Brooklyn Peace Delegation "Disappointed" With Senators Clinton and Schumer

 
Peace advocates repeatedly emphasized the need to use the "power of the purse" to rein in a Chief Executive, who seemed increasingly reckless. A particular concern was the mounting tension with Iran. Would the two Senators support the Byrd amendment, requiring President Bush to seek Congressional authorization before attacking that country? The staff members would make no commitment. Brooklyn Parents for Peace|| The Occupation Project || Voices for Creative Nonviolence

Members of Brooklyn Parents for Peace who met with staffers from the Clinton and Schumer offices earlier this week, were dismayed by the unwillingness of the two Senators to challenge the White House on the war. Five members of the organization were part of a national Lobby Day, sponsored by United for Peace and Justice in Washington DC.

On Monday, January 29, over 1,000 concerned citizens from 48 states held meetings in Senate and House of Representatives offices to press their elected officials to act decisively against the war.

Brooklyn Parents for Peace, a local peace and social justice organization, also met with staff from the offices of Congressmembers Wiener, Fossella, Towns, and Clark. While staff members from Congressman Fossella's office claimed that the Bush war in Iraq was "succeeding," the others seemed open to new legislation that would curb the military presence in Iraq.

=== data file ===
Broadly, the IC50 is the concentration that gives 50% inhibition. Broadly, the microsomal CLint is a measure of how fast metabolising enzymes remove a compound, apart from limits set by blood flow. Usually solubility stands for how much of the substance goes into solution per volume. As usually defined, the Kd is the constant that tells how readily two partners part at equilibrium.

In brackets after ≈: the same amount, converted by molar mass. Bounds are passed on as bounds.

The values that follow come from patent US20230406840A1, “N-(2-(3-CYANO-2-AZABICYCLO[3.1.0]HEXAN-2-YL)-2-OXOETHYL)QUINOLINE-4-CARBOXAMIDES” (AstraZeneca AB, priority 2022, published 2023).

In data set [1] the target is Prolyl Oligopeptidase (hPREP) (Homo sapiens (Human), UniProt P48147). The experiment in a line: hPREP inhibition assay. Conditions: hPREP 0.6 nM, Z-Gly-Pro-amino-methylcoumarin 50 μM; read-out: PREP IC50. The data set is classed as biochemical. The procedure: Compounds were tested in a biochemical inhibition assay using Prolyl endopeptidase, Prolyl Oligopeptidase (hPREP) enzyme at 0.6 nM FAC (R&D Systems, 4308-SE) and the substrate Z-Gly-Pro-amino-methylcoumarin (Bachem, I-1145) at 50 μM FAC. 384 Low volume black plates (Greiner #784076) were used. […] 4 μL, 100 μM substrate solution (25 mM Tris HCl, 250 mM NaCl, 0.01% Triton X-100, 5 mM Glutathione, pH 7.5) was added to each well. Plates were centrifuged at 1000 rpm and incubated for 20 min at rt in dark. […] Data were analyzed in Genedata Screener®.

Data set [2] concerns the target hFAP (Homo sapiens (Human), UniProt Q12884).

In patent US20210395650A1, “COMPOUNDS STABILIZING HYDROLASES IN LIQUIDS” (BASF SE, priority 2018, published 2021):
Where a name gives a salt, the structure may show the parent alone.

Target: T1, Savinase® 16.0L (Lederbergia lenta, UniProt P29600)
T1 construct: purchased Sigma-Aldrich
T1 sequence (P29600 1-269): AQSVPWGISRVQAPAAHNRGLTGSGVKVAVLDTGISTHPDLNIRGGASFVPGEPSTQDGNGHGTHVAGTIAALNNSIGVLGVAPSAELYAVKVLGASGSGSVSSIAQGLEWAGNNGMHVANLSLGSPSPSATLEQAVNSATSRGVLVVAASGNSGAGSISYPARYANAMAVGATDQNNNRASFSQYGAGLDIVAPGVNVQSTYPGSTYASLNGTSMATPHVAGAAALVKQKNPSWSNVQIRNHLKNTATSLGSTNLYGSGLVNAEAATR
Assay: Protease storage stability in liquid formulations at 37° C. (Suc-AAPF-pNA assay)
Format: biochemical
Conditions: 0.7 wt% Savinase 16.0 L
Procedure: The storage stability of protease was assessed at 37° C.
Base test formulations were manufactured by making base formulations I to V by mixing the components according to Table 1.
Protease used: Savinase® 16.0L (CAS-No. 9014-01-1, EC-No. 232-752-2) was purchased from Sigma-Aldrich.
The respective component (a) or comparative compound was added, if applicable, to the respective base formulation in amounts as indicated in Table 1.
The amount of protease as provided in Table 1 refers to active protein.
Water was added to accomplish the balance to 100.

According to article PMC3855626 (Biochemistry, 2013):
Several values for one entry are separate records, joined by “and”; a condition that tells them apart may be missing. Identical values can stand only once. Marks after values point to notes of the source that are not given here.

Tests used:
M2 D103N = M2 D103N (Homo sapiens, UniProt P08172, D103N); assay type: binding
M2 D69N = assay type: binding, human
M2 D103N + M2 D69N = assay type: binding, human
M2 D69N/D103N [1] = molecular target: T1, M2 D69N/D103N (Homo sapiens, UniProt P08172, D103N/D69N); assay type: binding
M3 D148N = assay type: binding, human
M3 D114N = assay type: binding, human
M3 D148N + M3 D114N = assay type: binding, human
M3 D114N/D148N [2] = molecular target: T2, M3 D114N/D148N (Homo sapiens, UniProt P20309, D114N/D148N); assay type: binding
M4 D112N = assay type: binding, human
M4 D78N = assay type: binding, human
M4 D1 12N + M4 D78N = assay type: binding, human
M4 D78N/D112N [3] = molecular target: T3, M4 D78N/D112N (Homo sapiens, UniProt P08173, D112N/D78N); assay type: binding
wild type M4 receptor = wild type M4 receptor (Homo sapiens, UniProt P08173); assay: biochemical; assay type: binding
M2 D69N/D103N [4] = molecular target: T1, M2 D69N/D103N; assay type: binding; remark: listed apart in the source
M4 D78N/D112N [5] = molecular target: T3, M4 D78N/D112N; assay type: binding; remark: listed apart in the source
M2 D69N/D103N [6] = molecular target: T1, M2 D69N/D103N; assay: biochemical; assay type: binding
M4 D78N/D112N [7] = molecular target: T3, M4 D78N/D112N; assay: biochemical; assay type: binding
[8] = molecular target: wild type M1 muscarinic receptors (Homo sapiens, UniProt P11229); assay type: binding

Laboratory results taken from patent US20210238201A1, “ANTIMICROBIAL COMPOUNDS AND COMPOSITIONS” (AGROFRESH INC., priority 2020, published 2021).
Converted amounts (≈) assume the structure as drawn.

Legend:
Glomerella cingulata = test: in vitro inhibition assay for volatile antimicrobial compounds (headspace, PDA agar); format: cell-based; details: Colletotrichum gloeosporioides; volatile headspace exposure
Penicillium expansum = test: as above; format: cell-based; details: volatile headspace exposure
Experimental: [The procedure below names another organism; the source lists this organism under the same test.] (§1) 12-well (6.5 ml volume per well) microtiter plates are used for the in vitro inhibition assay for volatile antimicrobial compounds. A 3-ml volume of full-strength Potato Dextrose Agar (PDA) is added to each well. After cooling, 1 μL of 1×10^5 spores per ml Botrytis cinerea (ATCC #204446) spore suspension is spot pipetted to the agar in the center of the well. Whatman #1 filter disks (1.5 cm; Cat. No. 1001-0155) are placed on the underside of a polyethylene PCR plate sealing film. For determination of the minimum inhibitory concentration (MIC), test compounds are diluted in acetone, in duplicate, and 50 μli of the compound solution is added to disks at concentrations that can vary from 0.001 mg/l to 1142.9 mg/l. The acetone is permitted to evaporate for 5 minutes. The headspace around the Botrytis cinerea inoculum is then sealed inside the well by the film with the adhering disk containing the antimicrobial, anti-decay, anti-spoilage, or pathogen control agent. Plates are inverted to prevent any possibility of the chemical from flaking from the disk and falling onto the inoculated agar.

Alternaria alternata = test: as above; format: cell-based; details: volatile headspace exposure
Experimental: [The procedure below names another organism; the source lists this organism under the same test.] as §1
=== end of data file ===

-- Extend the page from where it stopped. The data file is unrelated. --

Most discouraging was the joint meeting conducted by staffers, who were working for Senators Schumer and Clinton. More than fifty people from across New York state participated, including military vets, union representatives, members of religious organizations, a group of school children and the 9-11 Families for a Peaceful Tomorrow.

While praising the willingness of Senators Clinton and Schumer to criticize the President's policy, many wondered what actions they were prepared to take to force an end to the war. Andrew Shapiro, Clinton's foreign policy aide, explained that the Senator would be introducing her own bill to cap the number of American soldiers in Iraq. However, she was not willing to support restrictions on funding, such as that contained in a bill introduced by Senator Ted Kennedy.

Peace advocates repeatedly emphasized the need to use the "power of the purse" to rein in a Chief Executive, who seemed increasingly reckless. A particular concern was the mounting tension with Iran. Would the two Senators support the Byrd amendment, requiring President Bush to seek Congressional authorization before attacking that country? The staff members would make no commitment.

Molly Nolan, Board member of Brooklyn Parents for Peace, attended the session and was “disheartened by the absence of courage and seriousness displayed by the NY Senators.”

“We are facing a national emergency," Nolan pointed out, and "our two Senators seemed oblivious to the need for effective action." Noting that on the campaign trail, Senator Clinton was insisting that the President end the war, Nolan emphasized that "President Bush is not going to end the war. The real question is whether Senator Clinton will act responsibly to stop it. Words are not enough."

Schumer's staff assured the delegation that he was on the same page as Clinton and opposed escalation, but was non-committal about signing any bills that would force a change in policy.

In departing the meeting, members of Brooklyn Parents for Peace reiterated their determination to press the two Senators to represent the "vast majority of New Yorkers, who want a rapid end to the war."

For photos please see:
 http://dianelent.com/27janlobby.htm

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